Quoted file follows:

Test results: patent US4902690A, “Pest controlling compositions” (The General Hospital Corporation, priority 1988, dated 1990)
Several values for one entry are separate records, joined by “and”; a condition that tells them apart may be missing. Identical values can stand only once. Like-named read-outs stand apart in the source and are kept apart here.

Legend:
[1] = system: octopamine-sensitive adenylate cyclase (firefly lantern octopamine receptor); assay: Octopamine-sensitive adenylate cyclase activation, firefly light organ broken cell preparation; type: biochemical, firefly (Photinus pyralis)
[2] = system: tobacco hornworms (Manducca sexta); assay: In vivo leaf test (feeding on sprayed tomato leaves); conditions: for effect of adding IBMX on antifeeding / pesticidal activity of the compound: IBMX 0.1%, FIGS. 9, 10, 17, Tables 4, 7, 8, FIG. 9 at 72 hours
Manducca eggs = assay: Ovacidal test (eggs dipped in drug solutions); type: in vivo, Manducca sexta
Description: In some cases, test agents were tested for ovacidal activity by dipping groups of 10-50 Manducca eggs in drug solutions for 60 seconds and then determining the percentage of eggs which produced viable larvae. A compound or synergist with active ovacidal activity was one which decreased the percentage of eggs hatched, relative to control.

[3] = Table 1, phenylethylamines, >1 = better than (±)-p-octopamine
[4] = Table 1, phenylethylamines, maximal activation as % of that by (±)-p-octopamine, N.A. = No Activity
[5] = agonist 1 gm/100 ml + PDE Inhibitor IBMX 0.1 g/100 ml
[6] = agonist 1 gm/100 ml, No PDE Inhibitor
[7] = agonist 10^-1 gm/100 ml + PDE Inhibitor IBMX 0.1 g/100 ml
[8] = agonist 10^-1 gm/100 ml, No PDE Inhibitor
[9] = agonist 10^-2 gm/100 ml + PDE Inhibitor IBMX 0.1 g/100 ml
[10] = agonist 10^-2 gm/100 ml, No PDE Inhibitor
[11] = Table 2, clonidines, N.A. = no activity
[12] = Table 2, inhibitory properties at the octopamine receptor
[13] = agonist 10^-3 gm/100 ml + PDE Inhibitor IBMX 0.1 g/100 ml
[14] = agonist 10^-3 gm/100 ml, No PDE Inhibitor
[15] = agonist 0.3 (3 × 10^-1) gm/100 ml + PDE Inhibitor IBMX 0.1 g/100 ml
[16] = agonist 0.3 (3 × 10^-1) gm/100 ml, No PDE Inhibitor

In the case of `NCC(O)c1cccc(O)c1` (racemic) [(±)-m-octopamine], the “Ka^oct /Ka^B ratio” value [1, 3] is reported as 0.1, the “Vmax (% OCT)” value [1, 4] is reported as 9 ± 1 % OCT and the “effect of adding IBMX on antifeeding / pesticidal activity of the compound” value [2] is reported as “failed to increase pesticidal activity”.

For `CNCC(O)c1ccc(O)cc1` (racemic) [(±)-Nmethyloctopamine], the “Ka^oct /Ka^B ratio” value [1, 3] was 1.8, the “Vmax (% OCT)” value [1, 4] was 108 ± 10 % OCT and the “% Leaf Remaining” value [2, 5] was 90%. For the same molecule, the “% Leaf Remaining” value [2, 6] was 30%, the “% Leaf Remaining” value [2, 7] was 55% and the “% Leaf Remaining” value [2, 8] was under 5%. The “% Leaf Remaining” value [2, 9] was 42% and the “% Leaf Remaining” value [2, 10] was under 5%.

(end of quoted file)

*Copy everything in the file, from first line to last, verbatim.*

Test results: patent US4902690A, “Pest controlling compositions” (The General Hospital Corporation, priority 1988, dated 1990)
Several values for one entry are separate records, joined by “and”; a condition that tells them apart may be missing. Identical values can stand only once. Like-named read-outs stand apart in the source and are kept apart here.

Legend:
[1] = system: octopamine-sensitive adenylate cyclase (firefly lantern octopamine receptor); assay: Octopamine-sensitive adenylate cyclase activation, firefly light organ broken cell preparation; type: biochemical, firefly (Photinus pyralis)
[2] = system: tobacco hornworms (Manducca sexta); assay: In vivo leaf test (feeding on sprayed tomato leaves); conditions: for effect of adding IBMX on antifeeding / pesticidal activity of the compound: IBMX 0.1%, FIGS. 9, 10, 17, Tables 4, 7, 8, FIG. 9 at 72 hours
Manducca eggs = assay: Ovacidal test (eggs dipped in drug solutions); type: in vivo, Manducca sexta
Description: In some cases, test agents were tested for ovacidal activity by dipping groups of 10-50 Manducca eggs in drug solutions for 60 seconds and then determining the percentage of eggs which produced viable larvae. A compound or synergist with active ovacidal activity was one which decreased the percentage of eggs hatched, relative to control.

[3] = Table 1, phenylethylamines, >1 = better than (±)-p-octopamine
[4] = Table 1, phenylethylamines, maximal activation as % of that by (±)-p-octopamine, N.A. = No Activity
[5] = agonist 1 gm/100 ml + PDE Inhibitor IBMX 0.1 g/100 ml
[6] = agonist 1 gm/100 ml, No PDE Inhibitor
[7] = agonist 10^-1 gm/100 ml + PDE Inhibitor IBMX 0.1 g/100 ml
[8] = agonist 10^-1 gm/100 ml, No PDE Inhibitor
[9] = agonist 10^-2 gm/100 ml + PDE Inhibitor IBMX 0.1 g/100 ml
[10] = agonist 10^-2 gm/100 ml, No PDE Inhibitor
[11] = Table 2, clonidines, N.A. = no activity
[12] = Table 2, inhibitory properties at the octopamine receptor
[13] = agonist 10^-3 gm/100 ml + PDE Inhibitor IBMX 0.1 g/100 ml
[14] = agonist 10^-3 gm/100 ml, No PDE Inhibitor
[15] = agonist 0.3 (3 × 10^-1) gm/100 ml + PDE Inhibitor IBMX 0.1 g/100 ml
[16] = agonist 0.3 (3 × 10^-1) gm/100 ml, No PDE Inhibitor

In the case of `NCC(O)c1cccc(O)c1` (racemic) [(±)-m-octopamine], the “Ka^oct /Ka^B ratio” value [1, 3] is reported as 0.1, the “Vmax (% OCT)” value [1, 4] is reported as 9 ± 1 % OCT and the “effect of adding IBMX on antifeeding / pesticidal activity of the compound” value [2] is reported as “failed to increase pesticidal activity”.

For `CNCC(O)c1ccc(O)cc1` (racemic) [(±)-Nmethyloctopamine], the “Ka^oct /Ka^B ratio” value [1, 3] was 1.8, the “Vmax (% OCT)” value [1, 4] was 108 ± 10 % OCT and the “% Leaf Remaining” value [2, 5] was 90%. For the same molecule, the “% Leaf Remaining” value [2, 6] was 30%, the “% Leaf Remaining” value [2, 7] was 55% and the “% Leaf Remaining” value [2, 8] was under 5%. The “% Leaf Remaining” value [2, 9] was 42% and the “% Leaf Remaining” value [2, 10] was under 5%.